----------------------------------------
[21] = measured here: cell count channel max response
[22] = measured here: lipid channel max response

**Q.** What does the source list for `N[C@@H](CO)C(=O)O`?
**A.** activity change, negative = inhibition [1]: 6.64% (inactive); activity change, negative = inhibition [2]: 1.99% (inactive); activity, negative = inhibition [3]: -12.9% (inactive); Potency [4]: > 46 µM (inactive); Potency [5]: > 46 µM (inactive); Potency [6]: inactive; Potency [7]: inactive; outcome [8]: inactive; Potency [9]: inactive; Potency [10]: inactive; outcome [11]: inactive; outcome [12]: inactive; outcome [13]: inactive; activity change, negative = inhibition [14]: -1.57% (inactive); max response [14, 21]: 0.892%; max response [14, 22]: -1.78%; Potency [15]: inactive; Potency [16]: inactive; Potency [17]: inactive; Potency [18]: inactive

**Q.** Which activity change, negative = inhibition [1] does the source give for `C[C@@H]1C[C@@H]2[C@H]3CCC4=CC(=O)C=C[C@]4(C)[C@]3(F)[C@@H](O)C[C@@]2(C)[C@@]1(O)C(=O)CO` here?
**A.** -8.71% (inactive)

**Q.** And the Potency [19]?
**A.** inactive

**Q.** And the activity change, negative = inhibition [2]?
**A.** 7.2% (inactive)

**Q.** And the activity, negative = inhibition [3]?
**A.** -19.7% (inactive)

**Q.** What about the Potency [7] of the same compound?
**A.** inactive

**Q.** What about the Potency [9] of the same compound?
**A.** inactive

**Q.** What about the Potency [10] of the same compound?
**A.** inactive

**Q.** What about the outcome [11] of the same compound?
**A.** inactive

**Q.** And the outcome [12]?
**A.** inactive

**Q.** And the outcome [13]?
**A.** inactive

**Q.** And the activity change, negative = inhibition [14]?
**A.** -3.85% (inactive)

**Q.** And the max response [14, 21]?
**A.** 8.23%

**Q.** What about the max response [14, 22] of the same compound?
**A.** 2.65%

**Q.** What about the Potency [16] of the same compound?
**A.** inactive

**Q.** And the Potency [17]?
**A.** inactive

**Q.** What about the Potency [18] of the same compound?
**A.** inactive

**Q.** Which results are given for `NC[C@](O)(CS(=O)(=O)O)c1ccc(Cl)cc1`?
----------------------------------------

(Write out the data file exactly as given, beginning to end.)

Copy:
[21] = measured here: cell count channel max response
[22] = measured here: lipid channel max response

**Q.** What does the source list for `N[C@@H](CO)C(=O)O`?
**A.** activity change, negative = inhibition [1]: 6.64% (inactive); activity change, negative = inhibition [2]: 1.99% (inactive); activity, negative = inhibition [3]: -12.9% (inactive); Potency [4]: > 46 µM (inactive); Potency [5]: > 46 µM (inactive); Potency [6]: inactive; Potency [7]: inactive; outcome [8]: inactive; Potency [9]: inactive; Potency [10]: inactive; outcome [11]: inactive; outcome [12]: inactive; outcome [13]: inactive; activity change, negative = inhibition [14]: -1.57% (inactive); max response [14, 21]: 0.892%; max response [14, 22]: -1.78%; Potency [15]: inactive; Potency [16]: inactive; Potency [17]: inactive; Potency [18]: inactive

**Q.** Which activity change, negative = inhibition [1] does the source give for `C[C@@H]1C[C@@H]2[C@H]3CCC4=CC(=O)C=C[C@]4(C)[C@]3(F)[C@@H](O)C[C@@]2(C)[C@@]1(O)C(=O)CO` here?
**A.** -8.71% (inactive)

**Q.** And the Potency [19]?
**A.** inactive

**Q.** And the activity change, negative = inhibition [2]?
**A.** 7.2% (inactive)

**Q.** And the activity, negative = inhibition [3]?
**A.** -19.7% (inactive)

**Q.** What about the Potency [7] of the same compound?
**A.** inactive

**Q.** What about the Potency [9] of the same compound?
**A.** inactive

**Q.** What about the Potency [10] of the same compound?
**A.** inactive

**Q.** What about the outcome [11] of the same compound?
**A.** inactive

**Q.** And the outcome [12]?
**A.** inactive

**Q.** And the outcome [13]?
**A.** inactive

**Q.** And the activity change, negative = inhibition [14]?
**A.** -3.85% (inactive)

**Q.** And the max response [14, 21]?
**A.** 8.23%

**Q.** What about the max response [14, 22] of the same compound?
**A.** 2.65%

**Q.** What about the Potency [16] of the same compound?
**A.** inactive

**Q.** And the Potency [17]?
**A.** inactive

**Q.** What about the Potency [18] of the same compound?
**A.** inactive

**Q.** Which results are given for `NC[C@](O)(CS(=O)(=O)O)c1ccc(Cl)cc1`?